Im wondering if either the EMG I have is a dud(which I dont mind because it doesnt sound all that bad). would the output is more similar to passives than the rumored 1.5V? and that if more voltage in the input = more voltage in the output of a preamp? my USB interface seems to clip at the same setting with both guitars.
Marty Friedman is GOD!

curently in a SEX MACHINEGUNS and X JAPAN phase AND Galneryus AND Anthem phase

damn J-Metal, why you so awesome

My Gear:

Schecter Hellraiser V-1 fr
Ibanez RG321mh
Fender GDC-200sce
Peavey Vypyr 30 w/ sanpera 1
#6
Where did you get those figures? I would imagine that EMG would make their pickup outputs compatible with that of a typical passive humbucker seeing as how basically all guitar amps and pedals are designed for passive pickups.

The magnets in an EMG are very weak compared to passive pickups so to get the highest output you have to put the pickup as close to the strings as possible.

As for what other people say, everyone's rig is different so you can't really use that as a data point.
#7
i got the numbers from looking into forums, but now I found the datasheet from emg :

http://www.emgpickups.com/media/productfile/H/_/H_0230-0106D.pdf

it says emg 81 output voltage is between 3-4.5V. every forum I checked for info had mentioned 1.5V, so I dont really know anymore.

then I looked for a dimarzio spec for comparison. the d-activator(a high output passive humbucker) has output of 470mV according to dimarzio website.

http://www.dimarzio.com/pickups/humbuckers/high-power/d-activator-bridge

I understand what your trying to say and it certainly makes sense, but the specs from manufacturers seem to just confuse me more.
Marty Friedman is GOD!

curently in a SEX MACHINEGUNS and X JAPAN phase AND Galneryus AND Anthem phase

damn J-Metal, why you so awesome

My Gear:

Schecter Hellraiser V-1 fr
Ibanez RG321mh
Fender GDC-200sce
Peavey Vypyr 30 w/ sanpera 1
#8
I don't know - that 3-4.5V sounds high to me, but if it's active with a 9V battery, I suppose you could get that. A passive pickup may droop the output if the input impedance of the first load isn't extremely high.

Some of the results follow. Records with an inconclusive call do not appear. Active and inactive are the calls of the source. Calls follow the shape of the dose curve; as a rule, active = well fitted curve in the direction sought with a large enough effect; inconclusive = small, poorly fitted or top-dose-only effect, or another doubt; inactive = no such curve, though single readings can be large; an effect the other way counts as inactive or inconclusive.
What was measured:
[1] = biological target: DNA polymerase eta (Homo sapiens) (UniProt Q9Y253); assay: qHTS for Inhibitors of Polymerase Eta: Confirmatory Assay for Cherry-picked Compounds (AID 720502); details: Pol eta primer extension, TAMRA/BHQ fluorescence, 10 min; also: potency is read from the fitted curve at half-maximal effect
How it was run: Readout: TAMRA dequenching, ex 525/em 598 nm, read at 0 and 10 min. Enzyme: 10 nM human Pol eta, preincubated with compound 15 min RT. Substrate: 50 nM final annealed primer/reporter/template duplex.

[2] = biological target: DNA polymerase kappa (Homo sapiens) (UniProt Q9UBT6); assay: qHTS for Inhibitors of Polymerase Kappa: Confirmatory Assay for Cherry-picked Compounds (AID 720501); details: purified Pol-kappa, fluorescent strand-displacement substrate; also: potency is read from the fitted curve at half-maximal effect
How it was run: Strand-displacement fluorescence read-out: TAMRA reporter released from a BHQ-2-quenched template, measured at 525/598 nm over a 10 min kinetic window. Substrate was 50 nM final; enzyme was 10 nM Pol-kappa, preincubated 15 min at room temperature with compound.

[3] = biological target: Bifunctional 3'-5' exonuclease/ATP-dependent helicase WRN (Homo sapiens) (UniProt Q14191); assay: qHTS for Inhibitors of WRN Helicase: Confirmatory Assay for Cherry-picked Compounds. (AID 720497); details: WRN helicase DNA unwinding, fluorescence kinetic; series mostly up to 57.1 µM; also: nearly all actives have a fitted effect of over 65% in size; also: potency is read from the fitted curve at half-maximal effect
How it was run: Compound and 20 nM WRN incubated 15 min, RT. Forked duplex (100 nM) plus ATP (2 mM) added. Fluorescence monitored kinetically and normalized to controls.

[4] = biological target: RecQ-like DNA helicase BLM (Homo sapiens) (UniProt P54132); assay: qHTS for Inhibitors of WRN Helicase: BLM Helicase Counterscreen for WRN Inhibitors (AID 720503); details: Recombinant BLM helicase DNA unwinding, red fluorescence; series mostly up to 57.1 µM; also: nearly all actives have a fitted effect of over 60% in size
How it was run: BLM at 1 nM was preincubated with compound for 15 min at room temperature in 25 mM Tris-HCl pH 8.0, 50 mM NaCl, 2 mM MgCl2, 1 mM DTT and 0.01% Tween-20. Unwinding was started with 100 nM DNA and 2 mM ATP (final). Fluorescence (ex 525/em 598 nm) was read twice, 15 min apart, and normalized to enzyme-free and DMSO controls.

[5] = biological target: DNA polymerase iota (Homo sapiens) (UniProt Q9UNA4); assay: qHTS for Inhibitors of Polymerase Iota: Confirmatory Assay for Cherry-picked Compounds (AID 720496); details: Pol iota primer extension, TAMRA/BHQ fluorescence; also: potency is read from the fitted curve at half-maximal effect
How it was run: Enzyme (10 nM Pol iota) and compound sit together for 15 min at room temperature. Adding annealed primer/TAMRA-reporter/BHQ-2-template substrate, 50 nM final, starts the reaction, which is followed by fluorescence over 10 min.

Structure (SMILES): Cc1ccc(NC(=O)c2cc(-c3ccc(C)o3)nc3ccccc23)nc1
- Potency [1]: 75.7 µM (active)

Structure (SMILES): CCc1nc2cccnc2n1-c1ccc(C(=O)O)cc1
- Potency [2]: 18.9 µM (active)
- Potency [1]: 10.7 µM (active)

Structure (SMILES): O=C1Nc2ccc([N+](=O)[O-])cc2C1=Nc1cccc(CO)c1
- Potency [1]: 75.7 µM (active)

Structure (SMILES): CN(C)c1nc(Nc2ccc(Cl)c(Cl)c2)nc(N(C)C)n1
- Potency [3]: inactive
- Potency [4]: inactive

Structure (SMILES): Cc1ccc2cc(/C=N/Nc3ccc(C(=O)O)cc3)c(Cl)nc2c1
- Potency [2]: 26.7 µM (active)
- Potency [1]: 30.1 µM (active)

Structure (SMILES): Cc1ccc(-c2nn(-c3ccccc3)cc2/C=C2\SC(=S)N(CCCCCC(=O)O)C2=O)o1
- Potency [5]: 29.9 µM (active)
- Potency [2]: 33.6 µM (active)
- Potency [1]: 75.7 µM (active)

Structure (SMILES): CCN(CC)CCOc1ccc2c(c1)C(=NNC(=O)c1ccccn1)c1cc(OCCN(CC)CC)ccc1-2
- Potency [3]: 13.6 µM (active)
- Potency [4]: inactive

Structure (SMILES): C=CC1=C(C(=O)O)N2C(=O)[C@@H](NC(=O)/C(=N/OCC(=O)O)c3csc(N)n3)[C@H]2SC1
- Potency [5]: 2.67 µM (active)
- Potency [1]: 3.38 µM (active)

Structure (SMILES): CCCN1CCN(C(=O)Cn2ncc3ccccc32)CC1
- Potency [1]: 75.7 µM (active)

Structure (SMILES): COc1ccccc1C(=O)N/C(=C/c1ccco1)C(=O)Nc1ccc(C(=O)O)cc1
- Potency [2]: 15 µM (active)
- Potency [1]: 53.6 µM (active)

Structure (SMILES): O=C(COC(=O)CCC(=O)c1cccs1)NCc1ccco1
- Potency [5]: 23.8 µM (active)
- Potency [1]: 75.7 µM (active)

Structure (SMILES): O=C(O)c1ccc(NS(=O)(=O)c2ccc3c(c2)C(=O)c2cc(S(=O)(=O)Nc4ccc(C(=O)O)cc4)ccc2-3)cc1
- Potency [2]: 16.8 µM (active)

You're thinking on the bigger drive pickup driving a preamp harder and breaking up harder makes sense. You might get a volt meter or o-scope from a friend and measure (try to measure it with and without a load on the cable if you can). If your ears are telling you they break up the same, then their levels may not be that different. Do you have the pickups closer to the strings on one guitar vs. the other? I doubt this is it, but you could do the comparison with a 12th fret harmonic so that you remove the affect of other harmonics contributing energy.
#9
I wonder if when the EMG spec sheet lists their output at ~4v they are talking about the AC plus some DC offset? The first thing a guitar signal sees when plugged into a pedal or amp is a series capacitor which will remove any DC offset. FWIW, I used to have an EMG 81 (before all this solderless crap) and its output was comparable to any of my passive humbuckers. I never saw why people said EMGs had really high output.

Anyway, datasheets tend to list things at criteria that, while not too far from typical operating conditions, tend to portray the thing in the best possible light. An example is the slew rate listing for op-amps. Op-amp slew rates are always listed for the device at a certain single sine wave frequency, a certain supply voltage, and operating at unity gain but, for us audio guys at least, op-amps are not usually used at unity-gain or with a single sine wave input.
Last edited by Invader Jim at Jan 11, 2014,